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She stole nearly every scene in the lauded indie drama as the improbable grandma Soonja; now the veteran actress is nominated for Best Supporting Actress at this month's Academy Awards.

By Leah Greenblatt
April 07, 2021 at 03:34 PM EDT
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Minari (2020 Movie)

In South Korea she's a household name, a mainstay of film and television for nearly half a century. At last January's Sundance festival in Park City, Utah, Yuh-Jung Youn got to be something else: an American ingenue.

When the lights went up after the premiere of her English-language feature debut, Lee Isaac Chung's exquisite family drama Minari (out now), the actress, 73, recalls via phone from her home in Seoul, "I was actually shocked, because we didn't expect having applause from the audience…. All of [the cast] was crying. I'm the only one who didn't cry! My friend said to me, 'You are very strange,'" she admits, cackling. "But later when Isaac got the award and got a standing ovation, I cried."

That award would be the coveted Grand Jury Prize, the first in a shower of accolades that would culminate in six Oscar nominations — including a Best Supporting Actress nod for Youn's star turn as a less-than-typical grandma. Set at the dawn of the 1980s in rural Arkansas, Chung's loosely autobiographical script follows the immigrant Yi family as restless patriarch Jacob (Steven Yeun) attempts to make the dream of farming his own land come true.

But country life — or rather, the dingy mobile home they're confined to — is a lonely purgatory for his exasperated wife, Monica (Yeri Han), already struggling to raise two kids (Alan Kim and Noel Kate Cho) on what little they have. And so she brings over her mother, Soonja, played by Youn. Domesticity is not Soonja's strong suit; she doesn't cook or bake or read bedtime stories. But she does love American wrestling and Mountain Dew, and she would do anything for her grandchildren, maybe more than they know.

MINARI
Credit: A24

Despite her homeland fame, Youn, whose Hollywood experience so far has largely been confined to a supporting role on the Netflix series Sense8 and aborted projects with Sandra Oh and Margaret Cho, still marvels that she ended up in the movie at all. When a chance meeting via a mutual friend led her to the script, though, it hooked her: "It was written in English, and as you know, my English is not perfect, very limited. So I was reading and I said, 'Is it a real story, is it his life or what is it? It's so real to me, the details.'"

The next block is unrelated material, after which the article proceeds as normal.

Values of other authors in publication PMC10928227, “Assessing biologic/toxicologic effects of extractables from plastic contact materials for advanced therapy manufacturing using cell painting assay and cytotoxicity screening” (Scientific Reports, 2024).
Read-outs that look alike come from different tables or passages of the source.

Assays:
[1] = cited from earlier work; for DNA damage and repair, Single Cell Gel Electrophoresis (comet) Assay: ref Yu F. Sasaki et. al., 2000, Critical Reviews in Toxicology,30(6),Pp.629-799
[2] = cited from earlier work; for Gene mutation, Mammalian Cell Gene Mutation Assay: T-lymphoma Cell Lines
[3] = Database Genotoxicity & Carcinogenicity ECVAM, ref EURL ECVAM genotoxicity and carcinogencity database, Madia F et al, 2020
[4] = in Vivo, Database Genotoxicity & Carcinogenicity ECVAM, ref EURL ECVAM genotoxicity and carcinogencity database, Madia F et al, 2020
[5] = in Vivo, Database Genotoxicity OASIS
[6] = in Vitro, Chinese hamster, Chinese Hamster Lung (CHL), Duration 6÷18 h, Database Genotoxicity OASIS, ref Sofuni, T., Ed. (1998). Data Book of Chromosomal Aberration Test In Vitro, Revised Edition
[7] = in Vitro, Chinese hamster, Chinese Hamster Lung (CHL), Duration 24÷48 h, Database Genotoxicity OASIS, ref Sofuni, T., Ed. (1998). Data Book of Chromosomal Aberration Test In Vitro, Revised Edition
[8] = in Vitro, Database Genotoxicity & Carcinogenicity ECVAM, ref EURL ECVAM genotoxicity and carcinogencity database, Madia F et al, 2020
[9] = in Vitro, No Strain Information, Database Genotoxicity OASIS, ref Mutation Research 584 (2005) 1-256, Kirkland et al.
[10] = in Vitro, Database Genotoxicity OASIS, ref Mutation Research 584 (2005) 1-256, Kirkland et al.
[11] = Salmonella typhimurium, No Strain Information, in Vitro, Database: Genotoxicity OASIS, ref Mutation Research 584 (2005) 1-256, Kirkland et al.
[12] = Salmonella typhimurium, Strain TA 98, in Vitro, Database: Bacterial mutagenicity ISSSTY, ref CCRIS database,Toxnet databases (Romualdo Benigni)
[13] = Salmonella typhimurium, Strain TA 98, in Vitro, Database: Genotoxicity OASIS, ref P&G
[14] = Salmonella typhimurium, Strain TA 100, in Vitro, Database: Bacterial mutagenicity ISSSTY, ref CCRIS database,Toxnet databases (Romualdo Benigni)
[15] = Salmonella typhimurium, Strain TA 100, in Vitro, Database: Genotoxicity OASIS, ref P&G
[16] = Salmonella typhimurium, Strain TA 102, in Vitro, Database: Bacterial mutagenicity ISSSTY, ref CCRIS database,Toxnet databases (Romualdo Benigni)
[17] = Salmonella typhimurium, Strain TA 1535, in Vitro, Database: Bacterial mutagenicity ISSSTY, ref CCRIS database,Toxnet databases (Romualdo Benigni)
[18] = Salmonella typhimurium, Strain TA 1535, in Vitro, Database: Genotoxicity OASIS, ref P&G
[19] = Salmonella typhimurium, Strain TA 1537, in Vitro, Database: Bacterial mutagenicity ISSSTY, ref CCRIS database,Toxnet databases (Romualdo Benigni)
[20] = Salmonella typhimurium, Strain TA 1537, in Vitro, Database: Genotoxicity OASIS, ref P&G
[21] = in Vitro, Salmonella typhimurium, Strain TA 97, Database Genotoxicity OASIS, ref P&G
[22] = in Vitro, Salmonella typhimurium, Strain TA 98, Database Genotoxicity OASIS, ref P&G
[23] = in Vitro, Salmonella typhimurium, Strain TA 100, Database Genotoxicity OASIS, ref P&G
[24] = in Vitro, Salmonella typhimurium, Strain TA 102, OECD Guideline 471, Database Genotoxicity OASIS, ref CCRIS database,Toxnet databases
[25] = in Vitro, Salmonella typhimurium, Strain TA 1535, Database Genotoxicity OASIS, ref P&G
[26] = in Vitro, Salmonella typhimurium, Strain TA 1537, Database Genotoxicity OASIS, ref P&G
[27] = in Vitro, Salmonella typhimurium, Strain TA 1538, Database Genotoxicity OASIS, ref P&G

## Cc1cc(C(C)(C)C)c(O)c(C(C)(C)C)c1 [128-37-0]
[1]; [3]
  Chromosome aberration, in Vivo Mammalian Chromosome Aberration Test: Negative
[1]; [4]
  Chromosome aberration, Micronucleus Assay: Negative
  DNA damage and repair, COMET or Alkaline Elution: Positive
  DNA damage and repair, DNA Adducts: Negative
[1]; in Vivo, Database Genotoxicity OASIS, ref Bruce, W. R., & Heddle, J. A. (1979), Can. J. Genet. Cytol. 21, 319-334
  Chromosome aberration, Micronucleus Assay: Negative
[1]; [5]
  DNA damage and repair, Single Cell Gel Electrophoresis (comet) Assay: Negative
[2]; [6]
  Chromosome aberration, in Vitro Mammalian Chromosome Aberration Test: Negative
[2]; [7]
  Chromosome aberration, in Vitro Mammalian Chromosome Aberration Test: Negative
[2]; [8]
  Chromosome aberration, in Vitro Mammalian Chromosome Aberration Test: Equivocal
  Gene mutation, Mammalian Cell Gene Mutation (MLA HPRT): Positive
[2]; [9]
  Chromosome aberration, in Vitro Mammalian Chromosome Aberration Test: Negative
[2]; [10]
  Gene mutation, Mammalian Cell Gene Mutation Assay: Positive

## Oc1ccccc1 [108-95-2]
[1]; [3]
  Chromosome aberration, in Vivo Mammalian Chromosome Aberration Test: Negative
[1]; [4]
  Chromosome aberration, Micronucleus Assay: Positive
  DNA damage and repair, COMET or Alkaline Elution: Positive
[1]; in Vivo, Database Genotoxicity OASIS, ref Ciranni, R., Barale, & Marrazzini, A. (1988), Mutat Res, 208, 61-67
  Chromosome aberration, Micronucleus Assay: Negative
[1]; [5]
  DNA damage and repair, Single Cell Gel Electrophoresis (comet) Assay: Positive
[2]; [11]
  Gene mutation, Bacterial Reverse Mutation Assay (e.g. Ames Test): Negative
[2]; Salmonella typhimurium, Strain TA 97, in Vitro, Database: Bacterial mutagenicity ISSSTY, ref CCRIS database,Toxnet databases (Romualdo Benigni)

In fact, it was for Chung, 42, who grew up watching his parents' VHS tapes of her work and was thrilled to have her portray a version of his real-life grandmother, if by no means a slavish imitation. "I avoided talking about my grandmother during preparation so that Ms. Youn could make this role her own, without any burden to honor my memories," the director tells EW. "[But] when I watched the film take shape in the edit, I realized that she had still managed to capture something deeply emotional or spiritual about her.... She has an unpredictable quality, an ability to surprise you without any effort. What she did was pivotal for the overall pathos of the film."

The indie budget, too, provided a sort of Method shortcut for the cast when it came to bonding on set: "To save money, we rented an Airbnb, a house for four of us," Youn remembers. "Steven was staying at a hotel and he tried to come use the washing machine, and then after washing he didn't go back to his hotel, he just stayed with us. So we got together every day more and more — Isaac came in, the dogs came in, we had a big feast every dinner and then we discussed about the movie and we changed the lines from English to Korean to try to make it better…. If there was big money involved we're not going to get together like that, you know? But we became a family."

Despite Minari's growing Oscar buzz — and its rare status as one of the few Asian-centered stories onscreen to reach such pinnacles — Youn is sanguine about whatever rewards may come, and the possibility that its success will lead to more projects Stateside. "With my English, I doubt it. But okay I will ask them, 'Do I have a chance to work with Isaac again?'" she teases, before unleashing one last hooting Soonja laugh. "This time though, more money please."

Check out more from EW's The Awardist, featuring exclusive interviews, analysis, and our podcast diving into all the highlights from the year's best films.

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Minari (2020 Movie)

type
  • Movie
genre
mpaa
director
  • Lee Isaac Chung

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